Tips for Staying Cool in the Summer Heat

As we prepare to move into August, which for many is the hottest part of the year, it’s a good idea to keep in mind some tips for staying cool. Temperatures have soared well over 100 degrees for much of the U.S. already this season, which is hot for anyone! But, for those who have low circulation or paralysis resulting in limited perspiration, regulating body temperature can be even more of a challenge – and sometimes even a health concern.

The following tips will help you stay cool in the hottest part of the summer, no matter who you are.

Ice Packs & Wraps

One of the quickest ways to cool the body down is by targeting major pulse points and arteries. Grab an ice wrap (the kind that you put in the freezer between use), a cold pack or even a bag of ice and place it directly on your neck to begin circulating cooler blood throughout your body in no time. Other areas to focus on are wrists, inner thighs and the sides of your head, near the temple. A cool rag or bandana can all work if you don’t have anything frozen.

Stay Hydrated

Consuming liquids is crucial to avoid overheating. Getting enough water and caffeine-free liquids that contain electrolytes will help keep your body cool, while replacing much of what your body loses while sweating. If you’re really hot, try some ice water or chilled beverages and you’ll start feeling better fast. Also, if you have a cold bottle handy, you can double its use as a cold pack on your neck!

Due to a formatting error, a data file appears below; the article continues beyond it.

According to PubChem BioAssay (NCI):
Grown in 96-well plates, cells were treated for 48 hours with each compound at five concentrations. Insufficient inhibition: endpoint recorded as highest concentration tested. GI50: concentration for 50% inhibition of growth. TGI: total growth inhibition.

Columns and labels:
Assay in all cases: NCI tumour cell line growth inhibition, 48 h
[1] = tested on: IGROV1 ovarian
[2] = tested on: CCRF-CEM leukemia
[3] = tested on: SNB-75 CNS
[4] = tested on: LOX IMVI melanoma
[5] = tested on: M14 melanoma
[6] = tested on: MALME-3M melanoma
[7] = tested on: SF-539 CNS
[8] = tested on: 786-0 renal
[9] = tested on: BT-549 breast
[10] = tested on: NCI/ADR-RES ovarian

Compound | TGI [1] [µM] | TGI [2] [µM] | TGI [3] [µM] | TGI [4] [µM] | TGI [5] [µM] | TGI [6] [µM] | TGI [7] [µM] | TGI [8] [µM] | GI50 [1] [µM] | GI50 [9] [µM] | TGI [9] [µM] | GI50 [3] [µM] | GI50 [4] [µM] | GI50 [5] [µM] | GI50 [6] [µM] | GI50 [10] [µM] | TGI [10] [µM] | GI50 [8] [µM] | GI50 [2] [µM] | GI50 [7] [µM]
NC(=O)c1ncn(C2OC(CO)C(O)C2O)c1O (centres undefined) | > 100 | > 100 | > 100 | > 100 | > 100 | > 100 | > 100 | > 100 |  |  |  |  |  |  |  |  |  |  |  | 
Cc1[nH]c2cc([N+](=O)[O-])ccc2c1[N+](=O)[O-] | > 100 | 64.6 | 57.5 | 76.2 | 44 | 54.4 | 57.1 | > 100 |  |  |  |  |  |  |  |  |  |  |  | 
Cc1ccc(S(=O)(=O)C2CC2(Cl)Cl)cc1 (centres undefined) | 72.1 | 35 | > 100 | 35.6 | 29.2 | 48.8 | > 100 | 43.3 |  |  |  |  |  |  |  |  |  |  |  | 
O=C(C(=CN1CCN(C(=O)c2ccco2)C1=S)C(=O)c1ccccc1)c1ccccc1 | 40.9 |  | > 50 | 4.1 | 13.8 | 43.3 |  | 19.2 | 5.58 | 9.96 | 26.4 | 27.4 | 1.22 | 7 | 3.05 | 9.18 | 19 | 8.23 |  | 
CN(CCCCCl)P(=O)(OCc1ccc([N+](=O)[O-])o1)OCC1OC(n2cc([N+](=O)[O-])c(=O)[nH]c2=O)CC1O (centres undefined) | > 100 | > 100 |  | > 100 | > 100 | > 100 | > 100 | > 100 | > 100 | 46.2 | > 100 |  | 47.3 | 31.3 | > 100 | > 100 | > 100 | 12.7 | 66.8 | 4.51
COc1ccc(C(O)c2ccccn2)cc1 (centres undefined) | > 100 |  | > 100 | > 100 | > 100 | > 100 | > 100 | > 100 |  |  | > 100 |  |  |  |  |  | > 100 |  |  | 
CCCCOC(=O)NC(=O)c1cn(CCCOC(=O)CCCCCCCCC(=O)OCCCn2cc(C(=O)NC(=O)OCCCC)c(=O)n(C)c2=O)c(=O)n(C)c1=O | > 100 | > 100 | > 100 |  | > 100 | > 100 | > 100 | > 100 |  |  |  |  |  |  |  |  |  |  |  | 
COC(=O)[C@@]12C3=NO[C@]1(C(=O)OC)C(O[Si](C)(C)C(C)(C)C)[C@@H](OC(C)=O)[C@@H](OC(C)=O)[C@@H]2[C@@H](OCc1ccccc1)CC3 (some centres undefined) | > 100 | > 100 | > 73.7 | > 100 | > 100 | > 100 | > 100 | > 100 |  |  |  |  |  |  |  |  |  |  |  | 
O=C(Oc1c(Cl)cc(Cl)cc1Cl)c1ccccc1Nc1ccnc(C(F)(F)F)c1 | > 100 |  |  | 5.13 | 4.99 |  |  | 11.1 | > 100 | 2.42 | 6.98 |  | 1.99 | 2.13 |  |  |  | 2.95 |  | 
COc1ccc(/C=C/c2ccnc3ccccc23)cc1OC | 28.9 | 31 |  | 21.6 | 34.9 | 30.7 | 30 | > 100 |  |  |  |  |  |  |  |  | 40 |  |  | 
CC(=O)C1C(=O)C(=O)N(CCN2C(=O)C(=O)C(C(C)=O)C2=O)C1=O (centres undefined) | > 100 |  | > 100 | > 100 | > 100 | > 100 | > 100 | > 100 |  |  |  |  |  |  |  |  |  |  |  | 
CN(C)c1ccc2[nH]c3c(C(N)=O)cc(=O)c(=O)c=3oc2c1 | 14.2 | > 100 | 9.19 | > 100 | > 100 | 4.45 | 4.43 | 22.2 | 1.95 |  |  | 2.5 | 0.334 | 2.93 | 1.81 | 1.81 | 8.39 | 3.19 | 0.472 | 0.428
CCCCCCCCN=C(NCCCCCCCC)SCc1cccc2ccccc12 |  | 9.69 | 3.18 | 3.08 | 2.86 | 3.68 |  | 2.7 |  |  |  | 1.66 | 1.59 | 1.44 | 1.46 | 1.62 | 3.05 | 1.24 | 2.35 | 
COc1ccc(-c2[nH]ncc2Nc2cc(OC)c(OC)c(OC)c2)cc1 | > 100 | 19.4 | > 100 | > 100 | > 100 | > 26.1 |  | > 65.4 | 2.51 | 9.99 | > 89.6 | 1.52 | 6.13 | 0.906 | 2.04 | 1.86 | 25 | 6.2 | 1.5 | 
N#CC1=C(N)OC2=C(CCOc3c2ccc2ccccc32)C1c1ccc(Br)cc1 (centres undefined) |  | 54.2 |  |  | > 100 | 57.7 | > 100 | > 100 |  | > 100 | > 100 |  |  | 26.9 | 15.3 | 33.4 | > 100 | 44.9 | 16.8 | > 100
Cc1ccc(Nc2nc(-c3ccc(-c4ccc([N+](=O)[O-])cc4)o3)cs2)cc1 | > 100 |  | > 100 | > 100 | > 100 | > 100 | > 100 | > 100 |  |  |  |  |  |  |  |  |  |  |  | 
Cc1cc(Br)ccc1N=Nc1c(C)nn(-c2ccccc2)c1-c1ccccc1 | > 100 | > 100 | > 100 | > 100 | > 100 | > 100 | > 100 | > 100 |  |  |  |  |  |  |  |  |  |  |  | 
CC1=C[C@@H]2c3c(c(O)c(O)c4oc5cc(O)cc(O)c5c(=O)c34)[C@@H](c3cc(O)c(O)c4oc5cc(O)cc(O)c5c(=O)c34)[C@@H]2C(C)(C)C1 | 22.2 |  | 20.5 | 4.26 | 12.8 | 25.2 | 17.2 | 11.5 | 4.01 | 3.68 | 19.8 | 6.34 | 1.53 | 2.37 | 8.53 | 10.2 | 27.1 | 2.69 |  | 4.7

Douse with Water

Another great way to bring down your body temperature is to simply dump some water on yourself! Pour water (cool or room temperature) over your head, around your neck and on clothing. It will give you an immediate cool down and help you stay cooler while it dries. If you’re not into getting that wet, try carrying a spray bottle with some ice water in it.

Caregiver transfers male swimmer to wheelchair using Surehands Wheelchair-to-Water Pool Lift.Last but not least, Take a Dip!

Ok, we saved the best for last. It’s probably no surprise that submerging our bodies in water is the very best way to lower body temperature and get instant relief from the heat. Plus, swimming has all sorts of other great health benefits and it’s fun! If you don’t have a pool or know someone who has one, look up your local public pool or ask a local rehab center or college about using theirs. Read our blog here about the positive impacts of swimming for wheelchair users!

If you’re worried about accessibility, there’s good news. Thanks to revisions to the Americans with Disabilities Act in 2010, most public pools are equipped with lifts so all guests can access the water with ease. If your public or private pool of choice doesn’t have a lift and you’d like to find out about getting one installed, you can contact us here and we’d be happy to help. SaveSave